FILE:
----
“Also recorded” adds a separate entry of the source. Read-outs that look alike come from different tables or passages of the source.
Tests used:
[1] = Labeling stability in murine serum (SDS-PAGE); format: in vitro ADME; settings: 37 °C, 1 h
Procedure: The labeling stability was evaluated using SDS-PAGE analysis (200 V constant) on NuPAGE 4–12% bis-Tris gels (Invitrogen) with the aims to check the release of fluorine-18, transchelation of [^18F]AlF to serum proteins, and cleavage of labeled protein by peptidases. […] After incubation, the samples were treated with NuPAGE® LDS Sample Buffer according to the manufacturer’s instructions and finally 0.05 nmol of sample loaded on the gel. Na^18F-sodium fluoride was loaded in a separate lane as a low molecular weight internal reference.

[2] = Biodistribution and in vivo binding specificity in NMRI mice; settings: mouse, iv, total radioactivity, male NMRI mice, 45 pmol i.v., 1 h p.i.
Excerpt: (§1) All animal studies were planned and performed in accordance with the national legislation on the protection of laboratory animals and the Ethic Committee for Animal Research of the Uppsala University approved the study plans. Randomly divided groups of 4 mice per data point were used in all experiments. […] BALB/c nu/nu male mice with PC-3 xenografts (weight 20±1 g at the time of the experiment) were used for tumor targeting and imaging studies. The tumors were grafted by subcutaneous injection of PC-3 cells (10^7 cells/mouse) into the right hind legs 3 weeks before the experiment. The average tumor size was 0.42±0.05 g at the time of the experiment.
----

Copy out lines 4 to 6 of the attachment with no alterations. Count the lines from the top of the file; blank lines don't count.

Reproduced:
Procedure: The labeling stability was evaluated using SDS-PAGE analysis (200 V constant) on NuPAGE 4–12% bis-Tris gels (Invitrogen) with the aims to check the release of fluorine-18, transchelation of [^18F]AlF to serum proteins, and cleavage of labeled protein by peptidases. […] After incubation, the samples were treated with NuPAGE® LDS Sample Buffer according to the manufacturer’s instructions and finally 0.05 nmol of sample loaded on the gel. Na^18F-sodium fluoride was loaded in a separate lane as a low molecular weight internal reference.

[2] = Biodistribution and in vivo binding specificity in NMRI mice; settings: mouse, iv, total radioactivity, male NMRI mice, 45 pmol i.v., 1 h p.i.
Excerpt: (§1) All animal studies were planned and performed in accordance with the national legislation on the protection of laboratory animals and the Ethic Committee for Animal Research of the Uppsala University approved the study plans. Randomly divided groups of 4 mice per data point were used in all experiments. […] BALB/c nu/nu male mice with PC-3 xenografts (weight 20±1 g at the time of the experiment) were used for tumor targeting and imaging studies. The tumors were grafted by subcutaneous injection of PC-3 cells (10^7 cells/mouse) into the right hind legs 3 weeks before the experiment. The average tumor size was 0.42±0.05 g at the time of the experiment.